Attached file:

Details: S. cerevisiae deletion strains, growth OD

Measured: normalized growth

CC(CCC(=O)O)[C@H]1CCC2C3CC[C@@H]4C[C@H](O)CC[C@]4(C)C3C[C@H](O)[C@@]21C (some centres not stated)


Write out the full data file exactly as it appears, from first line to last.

Details: S. cerevisiae deletion strains, growth OD

Measured: normalized growth

CC(CCC(=O)O)[C@H]1CCC2C3CC[C@@H]4C[C@H](O)CC[C@]4(C)C3C[C@H](O)[C@@]21C (some centres not stated)